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Published byBaldwin Summers Modified over 7 years ago
The Odyssey begins in Ithaca, King Odysseus’ home. Where he lives with his wife Penelope and newborn son Telemachus.
Odysseus’ call to adventure begins with the Trojan war. When the Trojans attack the Greeks, Odysseus must travel to Troy to lead the armies in battle. Something shakes up the situation, either from external pressures or from something rising up from deep within, so the hero must face the beginnings of change.
The hero feels the fear of the unknown and tries to turn away from the adventure, however briefly. Alternately, another character may express the uncertainty and danger ahead. Odysseus reacts pessimistically and has to make sure it is not a trick, but he answers the call! He is also hesitant since his first son Telemachus was just born.
At the threshold, heroes will encounter helpers and supernatural aids. Often they bring a talisman to help us through the ordeal. The most important of these helpers is the mentor. Athena: goddess of wisdom, crafts, and war is Odysseus’ guide and wants to help him although she has been instructed not to; she takes pity on him while other gods forsake him. She constantly saves Odysseus from death, and gives him guidance in the form of information.
The hero commits to leaving the Ordinary World and entering a new region or condition with unfamiliar rules and values. After the war the gods became angry with the Greeks for their prideful ways; a great storm emerges and throws them off course.
Once past the Threshold, he begins his journey into the unknown. The journey can be outward into a physical unknown. The journey can be inward to a psychological unknown.
During their journey’s hero’s encounter many tests and challenges that attempt to throw them off course. Odysseus has many tests in his travels back to Ithaca, which include Polyphemus (The Cyclops) Circones Lotus eaters Lastrygonians Sirens Scylla & Charybdis Cattle of the Sun God Calypso
The hero and newfound allies prepare for the major challenge in the Special world. The Phaeacians are so moved by Odysseus's story that they offer his safe passage home. When Odysseus wakes up in Ithaca, Athena reveals herself to him and explains that suitors are attempting to steal his wife and his throne. Together they make plans to defeat the suitors.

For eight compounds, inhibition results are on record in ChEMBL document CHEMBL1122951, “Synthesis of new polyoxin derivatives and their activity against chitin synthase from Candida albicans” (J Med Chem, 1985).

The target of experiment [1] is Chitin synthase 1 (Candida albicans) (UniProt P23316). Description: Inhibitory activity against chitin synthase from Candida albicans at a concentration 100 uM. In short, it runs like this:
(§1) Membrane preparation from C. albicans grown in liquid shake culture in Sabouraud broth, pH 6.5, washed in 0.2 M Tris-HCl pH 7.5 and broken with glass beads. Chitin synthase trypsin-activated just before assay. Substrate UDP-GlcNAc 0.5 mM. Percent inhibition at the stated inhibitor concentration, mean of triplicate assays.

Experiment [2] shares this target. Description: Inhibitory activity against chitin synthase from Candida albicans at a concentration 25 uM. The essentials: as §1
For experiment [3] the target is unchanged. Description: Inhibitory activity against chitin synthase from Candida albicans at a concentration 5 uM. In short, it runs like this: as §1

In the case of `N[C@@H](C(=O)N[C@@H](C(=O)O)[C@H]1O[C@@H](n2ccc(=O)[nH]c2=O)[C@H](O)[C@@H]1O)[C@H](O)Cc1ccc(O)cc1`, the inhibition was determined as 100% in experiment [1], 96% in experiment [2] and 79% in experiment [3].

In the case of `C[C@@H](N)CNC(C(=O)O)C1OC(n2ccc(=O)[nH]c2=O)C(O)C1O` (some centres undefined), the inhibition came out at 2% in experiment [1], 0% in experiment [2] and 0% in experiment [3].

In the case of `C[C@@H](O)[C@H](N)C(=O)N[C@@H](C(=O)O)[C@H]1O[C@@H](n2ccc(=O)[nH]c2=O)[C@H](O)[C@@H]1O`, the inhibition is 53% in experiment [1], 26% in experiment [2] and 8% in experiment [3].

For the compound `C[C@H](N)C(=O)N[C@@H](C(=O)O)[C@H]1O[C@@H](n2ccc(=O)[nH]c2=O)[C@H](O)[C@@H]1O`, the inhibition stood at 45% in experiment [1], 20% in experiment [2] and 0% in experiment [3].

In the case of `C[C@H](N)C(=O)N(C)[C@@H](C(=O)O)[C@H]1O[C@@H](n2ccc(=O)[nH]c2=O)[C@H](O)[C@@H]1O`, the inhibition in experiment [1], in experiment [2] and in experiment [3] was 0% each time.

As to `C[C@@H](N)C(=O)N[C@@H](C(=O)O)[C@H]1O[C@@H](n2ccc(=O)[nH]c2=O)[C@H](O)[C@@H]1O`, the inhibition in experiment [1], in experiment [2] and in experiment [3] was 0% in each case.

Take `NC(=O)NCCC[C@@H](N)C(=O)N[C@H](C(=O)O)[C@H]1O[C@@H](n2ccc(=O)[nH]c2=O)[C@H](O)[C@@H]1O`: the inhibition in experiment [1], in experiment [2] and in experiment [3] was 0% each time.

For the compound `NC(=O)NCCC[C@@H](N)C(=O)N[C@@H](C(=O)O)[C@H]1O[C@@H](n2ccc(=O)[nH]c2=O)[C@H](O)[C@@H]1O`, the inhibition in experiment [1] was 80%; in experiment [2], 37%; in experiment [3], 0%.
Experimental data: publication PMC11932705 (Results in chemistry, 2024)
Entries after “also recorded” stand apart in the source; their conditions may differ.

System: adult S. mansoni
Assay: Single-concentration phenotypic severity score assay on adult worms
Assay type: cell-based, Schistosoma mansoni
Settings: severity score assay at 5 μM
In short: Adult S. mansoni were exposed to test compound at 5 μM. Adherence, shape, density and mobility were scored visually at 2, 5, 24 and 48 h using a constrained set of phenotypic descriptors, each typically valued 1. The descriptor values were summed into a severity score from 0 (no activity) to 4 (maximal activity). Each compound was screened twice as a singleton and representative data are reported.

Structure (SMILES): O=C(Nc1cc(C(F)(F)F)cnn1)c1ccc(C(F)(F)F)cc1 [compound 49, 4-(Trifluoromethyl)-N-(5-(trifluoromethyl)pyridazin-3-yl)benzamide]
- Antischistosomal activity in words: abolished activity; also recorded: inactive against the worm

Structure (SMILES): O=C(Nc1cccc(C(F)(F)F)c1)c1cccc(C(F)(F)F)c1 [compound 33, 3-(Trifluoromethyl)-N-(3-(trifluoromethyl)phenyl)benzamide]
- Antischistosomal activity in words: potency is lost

Hero’s fortunes hits rock bottom and he confronts his greatest fear. Odysseus disguised as an old beggar hides out near his home. His son arrives and he reveals his true identity. Odysseus takes part in Penelope’s challenge and wins by stringing his own bow and shooting an arrow through the 12 axe heads. With his son he kills all the suitors.
The hero takes possession of the treasure won by facing death. There may be celebration, but there is also danger of losing the treasure again His reward is winning back his place of power and being able to be with his wife again, and his son and his surviving father.
The hero is driven to complete the adventure, leaving the Special World to be sure the treasure is brought home. Odysseus travels to visit his father Laertes and reveals himself to him. The suitors fathers show up to get revenge on Odysseus.
At the climax, the hero is severely tested once more on the threshold of home. He or she is purified by a last sacrifice, another moment of death and rebirth, but on a higher and more complete level. By the hero’s action, the polarities that were in conflict at the beginning are finally resolved. He must deal with consequences of confronting the dark force. As such, Odysseus fights the group of angry fathers until Athena makes them stop.
After Transformation and Atonement, the hero faces the final stage of his journey: The Return to everyday life. The “elixir” can be treasure, love, freedom, wisdom, etc. For Odysseus the return means a return to his throne and kingship and being reunited with his wife and son. Peace is brought to Ithaca.
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